News & Events - 2016
Remembering Mike Proffitt and His Ozone Research Legacy10 October 2016
We are saddened to learn that Dr. Michael H. Proffitt (1942-2016) recently passed away during a visit to South America. After an early career period as a mathematician, Mike joined the Aeronomy Laboratory (now CSD) in 1980 to conduct ozone research.
Mike developed a dual-beam absorption photometer for ozone measurements on high-altitude balloons and later on the NASA ER-2 high-altitude aircraft. In situ measurements in the stratosphere were still largely under-developed in the early 1980s compared to today. Although ozone was the most advanced, one of Mike's major activities was to participate in a significant international balloon-based intercomparison project to help improve the accuracy of stratospheric ozone measurements (Balloon Experiment on Standards for Ozone Sondes (BESOS)).
According to Herman Smit, one of his original photometers is still operating at Forschungszentrum, Jülich, Germany, Herman's institution. This instrument has operated there for more than 20 years as the ozone reference instrument of JOSIE (Juelich Ozone Sonde Intercomparison Experiment) and at WCCOS (World Calibration Centre of Ozone Sondes) as part of the data quality plan of the WMO/GAW-NDACC-SHADOZ programs (World Meteorological Organization's Global Atmosphere Watch ozone observing system and the contributing Southern Hemisphere Additional Ozonesondes network and the Network for the Detection of Atmospheric Composition Change). With its very high precision, accuracy, and stability, Mike's instrument is the reference standard for the global ozonesonde network.
Highly cited ozone research papers
Proffitt, MH, Margitan, JJ, Kelly, KK, et al., Ozone loss in the Arctic polar vortex inferred from high-altitude aircraft measurements, Nature, 347(6288), 31-36, 6 Sep 1990. 157 citations
Proffitt, MH, McLaughlin, RJ, Fast-response dual-beam uv-absorption ozone photometer suitable for use on stratospheric balloons, Review of Scientific Instruments, 54(12), 1719-1728, 1983. 128 citations
Proffitt, MH, Aikin, K, Margitan, JJ, et al., Ozone loss inside the northern polar vortex during the 1991-1992 winter, Science, 261(5125), 1150-1154, 27 Aug 1993. 97 citations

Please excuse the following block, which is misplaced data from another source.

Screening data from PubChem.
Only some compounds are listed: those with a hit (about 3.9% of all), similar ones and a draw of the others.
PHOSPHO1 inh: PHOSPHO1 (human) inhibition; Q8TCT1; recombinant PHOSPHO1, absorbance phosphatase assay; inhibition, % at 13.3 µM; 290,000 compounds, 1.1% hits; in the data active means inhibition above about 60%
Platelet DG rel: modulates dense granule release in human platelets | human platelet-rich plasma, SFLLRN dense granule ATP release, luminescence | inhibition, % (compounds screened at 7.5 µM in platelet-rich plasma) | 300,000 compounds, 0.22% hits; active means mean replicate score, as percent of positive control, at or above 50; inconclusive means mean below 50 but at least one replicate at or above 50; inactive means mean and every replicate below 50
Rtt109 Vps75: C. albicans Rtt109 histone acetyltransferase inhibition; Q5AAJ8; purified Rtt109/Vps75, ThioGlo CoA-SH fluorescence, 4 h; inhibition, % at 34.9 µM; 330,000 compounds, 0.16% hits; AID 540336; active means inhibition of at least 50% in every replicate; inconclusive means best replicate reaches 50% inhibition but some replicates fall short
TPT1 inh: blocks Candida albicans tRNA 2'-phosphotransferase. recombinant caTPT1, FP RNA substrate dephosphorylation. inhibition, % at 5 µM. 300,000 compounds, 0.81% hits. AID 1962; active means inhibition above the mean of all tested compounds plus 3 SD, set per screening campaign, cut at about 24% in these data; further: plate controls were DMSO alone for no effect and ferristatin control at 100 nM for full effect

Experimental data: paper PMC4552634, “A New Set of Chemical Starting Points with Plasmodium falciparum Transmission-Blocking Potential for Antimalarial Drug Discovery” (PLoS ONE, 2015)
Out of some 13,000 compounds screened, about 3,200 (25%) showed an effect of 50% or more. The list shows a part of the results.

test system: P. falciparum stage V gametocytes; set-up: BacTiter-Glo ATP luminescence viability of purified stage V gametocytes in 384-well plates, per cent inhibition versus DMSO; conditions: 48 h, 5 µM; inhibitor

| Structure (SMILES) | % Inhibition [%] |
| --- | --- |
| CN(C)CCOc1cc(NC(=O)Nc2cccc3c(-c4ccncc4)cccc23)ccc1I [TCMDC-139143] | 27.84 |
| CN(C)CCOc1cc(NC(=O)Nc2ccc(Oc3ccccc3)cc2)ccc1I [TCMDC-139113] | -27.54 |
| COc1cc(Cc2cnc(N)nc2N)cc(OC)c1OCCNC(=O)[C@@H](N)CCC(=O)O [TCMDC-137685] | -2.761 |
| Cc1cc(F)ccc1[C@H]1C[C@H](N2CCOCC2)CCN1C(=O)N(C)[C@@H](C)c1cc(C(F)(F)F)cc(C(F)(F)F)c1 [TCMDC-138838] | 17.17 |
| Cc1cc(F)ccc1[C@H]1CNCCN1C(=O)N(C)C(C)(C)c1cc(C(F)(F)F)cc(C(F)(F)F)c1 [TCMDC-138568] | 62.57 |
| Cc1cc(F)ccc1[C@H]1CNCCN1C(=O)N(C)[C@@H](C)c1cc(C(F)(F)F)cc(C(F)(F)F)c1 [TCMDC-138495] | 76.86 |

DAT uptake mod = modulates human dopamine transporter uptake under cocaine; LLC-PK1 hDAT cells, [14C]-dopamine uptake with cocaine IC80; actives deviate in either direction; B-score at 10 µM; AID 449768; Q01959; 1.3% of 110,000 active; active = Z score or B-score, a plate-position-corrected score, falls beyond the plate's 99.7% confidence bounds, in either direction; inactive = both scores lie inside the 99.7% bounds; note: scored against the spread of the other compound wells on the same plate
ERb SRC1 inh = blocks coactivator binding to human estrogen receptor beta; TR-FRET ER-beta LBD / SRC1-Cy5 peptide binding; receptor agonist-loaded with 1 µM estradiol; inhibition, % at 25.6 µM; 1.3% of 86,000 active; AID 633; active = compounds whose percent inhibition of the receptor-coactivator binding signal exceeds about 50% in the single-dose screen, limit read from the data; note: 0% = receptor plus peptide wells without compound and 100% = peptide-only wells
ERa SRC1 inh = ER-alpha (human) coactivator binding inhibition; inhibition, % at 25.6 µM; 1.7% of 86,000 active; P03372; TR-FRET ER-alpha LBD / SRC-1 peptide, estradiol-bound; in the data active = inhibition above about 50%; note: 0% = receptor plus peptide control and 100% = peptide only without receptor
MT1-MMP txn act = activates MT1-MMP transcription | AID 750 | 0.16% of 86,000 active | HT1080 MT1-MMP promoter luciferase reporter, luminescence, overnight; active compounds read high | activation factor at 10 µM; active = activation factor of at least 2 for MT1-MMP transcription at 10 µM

Mike's ER-2 instrument was on board the NASA ER-2 when it first sampled the Antarctic ozone hole in 1987 in flights from Punta Arenas, Chile. The ozone data combined with data from Jim Anderson's (Harvard) ClO instrument formed one of the 'smoking guns' in linking reactive chlorine to large-scale ozone destruction. The datasets are on the cover of the recent Anderson Festschrift in the Journal of Physical Chemistry.
Mike's instrument has flown on more than 350 stratospheric flights of the NASA ER-2 and WB-57 aircraft since 1985. Ru-Shan Gao and Troy Thornberry inherited his ozone instrument and subsequently used it on the NASA ER-2 aircraft and other platforms. This 'classic' ozone instrument now has been superseded by a new smaller unit developed by Ru-Shan that has flown on the NASA WB-57 and Global Hawk UAS aircraft in several missions. It seems appropriate that Mike's ozone instrument belongs in the Smithsonian collection along with the Harvard ClO instrument in recognition of their singular contribution to understanding the cause of the ozone hole.
Mike also wrote well-cited papers using the correlation between measured ozone and nitrous oxide in the stratosphere to infer chemical ozone loss in the Arctic region in the 1990s. Disentangling dynamic and chemical effects in polar ozone changes is more difficult for the more modest ozone loss in Arctic winters. Amy Butler of CSD is revisiting these correlations and adding more contemporary data to see what we can learn about long-term ozone trends and recovery.
Mike left the Aeronomy Laboratory in 1999 to become the Senior Science Officer at the World Meteorological Organization, where he covered ozone issues for the United Nations and was responsible for the WMO Global Atmospheric Watch Program until his retirement in 2004.
Mike's ozone research and accomplishments and his service to the community are a great legacy. He was measuring stratospheric ozone before the ozone hole was discovered and lived to see the effectiveness of the Montreal Protocol in regulating ozone-depleting substances and the first signs of recovery of the Antarctic ozone hole.
Mike had many colleagues who shared his interests in the chemistry and dynamics of the stratosphere. We will miss his exacting approach to science and his ever-present sense of humor and enthusiasm for his ozone measurements and what they told him about the atmosphere.